• How do quantum computers work?

    Instead of bits, quantum computers use qubits. Rather than just being on or off, qubits can also be in what’s called ‘superposition’ – where they’re both on and off at the same time, or somewhere on a spectrum between the two.

     

    Take a coin. If you flip it, it can either be heads or tails. But if you spin it – it’s got a chance of landing on heads, and a chance of landing on tails. Until you measure it, by stopping the coin, it can be either. Superposition is like a spinning coin, and it’s one of the things that makes quantum computers so powerful. A qubit allows for uncertainty.

     

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    If you ask a normal computer to figure its way out of a maze, it will try every single branch in turn, ruling them all out individually until it finds the right one. A quantum computer can go down every path of the maze at once. It can hold uncertainty in its head.

     

    It’s a bit like keeping a finger in the pages of a choose your own adventure book. If your character dies, you can immediately choose a different path, instead of having to return to the start of the book.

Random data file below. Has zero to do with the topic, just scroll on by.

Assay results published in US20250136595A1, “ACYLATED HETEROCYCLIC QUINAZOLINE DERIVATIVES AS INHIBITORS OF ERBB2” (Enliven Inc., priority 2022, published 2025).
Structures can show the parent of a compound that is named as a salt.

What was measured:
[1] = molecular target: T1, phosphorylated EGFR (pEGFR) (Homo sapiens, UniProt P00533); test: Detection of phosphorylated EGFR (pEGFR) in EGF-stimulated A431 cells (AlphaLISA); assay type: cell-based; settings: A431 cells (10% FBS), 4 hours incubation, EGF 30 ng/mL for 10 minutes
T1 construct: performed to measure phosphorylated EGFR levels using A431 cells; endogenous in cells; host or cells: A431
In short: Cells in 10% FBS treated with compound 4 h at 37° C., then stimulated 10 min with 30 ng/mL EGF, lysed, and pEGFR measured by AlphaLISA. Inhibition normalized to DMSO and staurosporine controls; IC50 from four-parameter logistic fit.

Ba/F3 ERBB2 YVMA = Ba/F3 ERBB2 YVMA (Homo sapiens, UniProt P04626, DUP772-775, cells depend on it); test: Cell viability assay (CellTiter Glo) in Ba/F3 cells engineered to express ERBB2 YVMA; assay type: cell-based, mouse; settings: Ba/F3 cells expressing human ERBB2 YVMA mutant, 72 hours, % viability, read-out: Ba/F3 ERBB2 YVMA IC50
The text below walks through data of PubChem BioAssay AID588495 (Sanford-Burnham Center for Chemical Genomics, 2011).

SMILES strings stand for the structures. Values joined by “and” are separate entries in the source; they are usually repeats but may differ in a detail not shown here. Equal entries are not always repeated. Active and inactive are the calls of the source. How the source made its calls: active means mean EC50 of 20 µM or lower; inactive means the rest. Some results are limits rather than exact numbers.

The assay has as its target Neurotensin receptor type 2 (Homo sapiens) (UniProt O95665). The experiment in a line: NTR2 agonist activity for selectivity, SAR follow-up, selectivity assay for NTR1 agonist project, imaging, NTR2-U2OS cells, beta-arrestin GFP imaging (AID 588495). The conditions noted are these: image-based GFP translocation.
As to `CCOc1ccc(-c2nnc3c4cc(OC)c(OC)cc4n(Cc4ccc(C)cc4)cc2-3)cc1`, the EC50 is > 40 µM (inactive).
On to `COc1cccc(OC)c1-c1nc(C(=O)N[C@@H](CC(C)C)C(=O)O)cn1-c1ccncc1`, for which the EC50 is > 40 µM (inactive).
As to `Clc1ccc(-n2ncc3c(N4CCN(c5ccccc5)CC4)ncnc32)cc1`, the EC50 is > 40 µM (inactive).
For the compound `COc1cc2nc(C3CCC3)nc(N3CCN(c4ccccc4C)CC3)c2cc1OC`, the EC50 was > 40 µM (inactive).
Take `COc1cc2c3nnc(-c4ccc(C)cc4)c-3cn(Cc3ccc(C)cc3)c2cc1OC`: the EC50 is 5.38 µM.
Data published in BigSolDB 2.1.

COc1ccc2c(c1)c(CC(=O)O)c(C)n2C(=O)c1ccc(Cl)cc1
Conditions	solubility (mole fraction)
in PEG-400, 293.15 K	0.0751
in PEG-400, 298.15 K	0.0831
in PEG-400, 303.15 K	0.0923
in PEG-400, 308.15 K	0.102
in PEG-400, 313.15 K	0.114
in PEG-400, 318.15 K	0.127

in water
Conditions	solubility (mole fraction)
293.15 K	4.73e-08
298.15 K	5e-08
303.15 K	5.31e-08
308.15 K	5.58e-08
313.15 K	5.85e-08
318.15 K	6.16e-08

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    The other thing that qubits can do is called entanglement. Normally, if you flip two coins, the result of one coin toss has no bearing on the result of the other one. They’re independent. In entanglement, two particles are linked together, even if they’re physically separate. If one comes up heads, the other one will also be heads.

     

    It sounds like magic, and physicists still don’t fully understand how or why it works. But in the realm of quantum computing, it means that you can move information around, even if it contains uncertainty. You can take that spinning coin and use it to perform complex calculations. And if you can string together multiple qubits, you can tackle problems that would take our best computers millions of years to solve.


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